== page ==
not representable as an n-bit signed integer: at least one more bit is
needed for the sign, since the difference terms may range between
-(2^n - 1) and +(2^n - 1).

A test case, using 8 * 8 -> 16 for simplicity: multiply 0x1A by 0x1A.

U1 = V1 = 0x1
U0 = V0 = 0xA

U1V1 = 0x01
U0V0 = 0x64

U1-U0 = -0x9
V0-V1 = 0x9

(U1-U0)(V0-V1) = -0x51
U1V1 + (U1-U0)(V0-V1) + U0V0 = 0x14

Shifting and adding: 0x0100 + 0x140 + 0x64 = 0x2A4

Converting back to decimal: 0x1A = 26, and 26 * 26 = 676 = 0x2A4.

If we ignore the sign, and assume a two's complement representation
using n bits for the subtraction result, we get:

U1-U0 = 0x7 (0x10 - 0x9)
V0-V1 = 0x9

(U1-U0)(V0-V1) = 0x3F
U1V1 + (U1-U0)(V0-V1) + U0V0 = 0xA4

Shifting and adding: 0x0100 + 0xA40 + 0x64 = 0xBA4

--
David Empson

Snail mail: P.O. Box 27-103, Wellington, New Zealand

### Multiplying two 16-bit numbers on 68HC11e2

> u * v = 2^2n U1V1 + 2^n (U1V1 + (U1-U0)(V0-V1) + U0V0) + U0V0

I've just done a little hunting and my Algrorithms book (Robert
Sedgewick) has the same algorithm (polynomial multiplication), but
writes the expression as:

u * v = 2^2n U1V1 + 2^n ((U1+U0)(V1+V0) - U1V1 - U0V0) + U0V0

This avoids the problem of a signed multiplication, but still leaves the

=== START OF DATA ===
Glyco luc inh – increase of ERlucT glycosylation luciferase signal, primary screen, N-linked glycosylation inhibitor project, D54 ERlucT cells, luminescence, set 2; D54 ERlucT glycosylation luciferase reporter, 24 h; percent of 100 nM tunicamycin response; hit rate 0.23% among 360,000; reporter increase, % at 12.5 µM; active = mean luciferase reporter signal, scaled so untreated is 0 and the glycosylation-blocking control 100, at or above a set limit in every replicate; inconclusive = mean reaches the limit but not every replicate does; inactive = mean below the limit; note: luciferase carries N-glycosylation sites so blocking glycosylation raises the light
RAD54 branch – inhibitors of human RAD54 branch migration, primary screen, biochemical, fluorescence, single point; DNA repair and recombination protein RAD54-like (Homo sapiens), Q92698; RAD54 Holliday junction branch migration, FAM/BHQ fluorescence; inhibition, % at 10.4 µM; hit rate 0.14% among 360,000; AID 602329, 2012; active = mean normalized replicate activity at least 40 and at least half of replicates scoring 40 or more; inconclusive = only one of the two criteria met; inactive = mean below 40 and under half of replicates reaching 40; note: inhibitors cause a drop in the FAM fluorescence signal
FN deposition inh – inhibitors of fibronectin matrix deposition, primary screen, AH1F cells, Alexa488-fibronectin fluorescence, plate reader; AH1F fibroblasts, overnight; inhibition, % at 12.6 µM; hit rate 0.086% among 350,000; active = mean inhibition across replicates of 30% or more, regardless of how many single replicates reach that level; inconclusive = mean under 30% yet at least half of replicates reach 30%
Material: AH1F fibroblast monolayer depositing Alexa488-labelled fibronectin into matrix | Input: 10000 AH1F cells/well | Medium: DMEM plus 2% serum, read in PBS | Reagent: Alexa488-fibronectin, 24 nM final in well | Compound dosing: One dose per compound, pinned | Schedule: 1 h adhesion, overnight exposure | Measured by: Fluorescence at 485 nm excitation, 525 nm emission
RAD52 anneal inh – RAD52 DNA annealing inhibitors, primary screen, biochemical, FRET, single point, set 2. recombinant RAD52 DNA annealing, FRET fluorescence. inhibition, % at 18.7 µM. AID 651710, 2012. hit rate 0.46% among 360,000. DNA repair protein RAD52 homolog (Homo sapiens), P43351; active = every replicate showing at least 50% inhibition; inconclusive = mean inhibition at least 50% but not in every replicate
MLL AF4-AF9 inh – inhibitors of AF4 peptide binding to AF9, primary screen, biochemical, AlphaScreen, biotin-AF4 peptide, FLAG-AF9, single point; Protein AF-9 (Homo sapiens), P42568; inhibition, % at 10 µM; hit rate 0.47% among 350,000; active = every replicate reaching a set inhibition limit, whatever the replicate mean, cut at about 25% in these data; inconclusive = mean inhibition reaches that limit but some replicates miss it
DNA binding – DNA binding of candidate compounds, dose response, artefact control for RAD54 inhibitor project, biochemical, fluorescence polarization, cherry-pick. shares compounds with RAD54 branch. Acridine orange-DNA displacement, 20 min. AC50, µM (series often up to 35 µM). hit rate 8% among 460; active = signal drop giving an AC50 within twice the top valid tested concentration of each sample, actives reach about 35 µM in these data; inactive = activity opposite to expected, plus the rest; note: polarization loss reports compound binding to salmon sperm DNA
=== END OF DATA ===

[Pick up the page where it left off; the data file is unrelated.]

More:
issue of more bits being required: U1+U0 and V1+V0 might not fit in N
bits, so you have to do an (N+1 bit) x (N+1 bit) multiply, with the
product potentially needing 2N+2 bits (e.g. 16 bits plus two carry
bits).

Nothing easy has occurred to me yet.  It is still faster to use the
"schoolchild" method on the 'HC11.

--
David Empson

Snail mail: P.O. Box 27-103, Wellington, New Zealand

### Multiplying two 16-bit numbers on 68HC11e2

>> That's the simplest algorithm, but there is a faster one, which I know
>> from Knuth's _Art of Computer Programming Volume 2; Seminumerical
>> Algorithms_:

>> to multiply 2 2n-bit numbers u and v
...
>Shouldn't that middle term be (U1-U0)(V0-V1)?  i.e.

>u * v = 2^2n U1V1 + 2^n (U1V1 + (U1-U0)(V0-V1) + U0V0) + U0V0

>Otherwise the U1V1 and U0V0 in the middle term don't cancel out.

Yes, you're correct.  Thanks for noting that.

Quote:>Surely this needs a signed multiply for the (U1-U0)(V0-V1) term, with
>appropriate handling for the subsequent additions.

>I can't see how this would work out more efficiently if the processor
>only has an unsigned multiply instruction.

If the unsigned multiply operation is expensive, in terms of
processing time, (e.g. the processor has NO muliply instruction at
all) it is pretty easy to verify.  Basically, the *algorithm* is more
and subtractions, but the break-even point in the real world, on real
processors, depends on the relative costs of those operations and the
actual size of the multiplicands relative to the "native" size for the
machine.  If we're doing multiplies of two 64-bit numbers on a 68HC11,
I think it's clear that it's going to come out ahead of the classic
O(n^2) implementation.  If we're just multiplying two 16-bit numbers,
the timing probably depends more heavily on the details of the actual
implementation.  As I mentioned, I haven't done the full analysis of
the cycle counts for that processor -- just a "back of the envelope"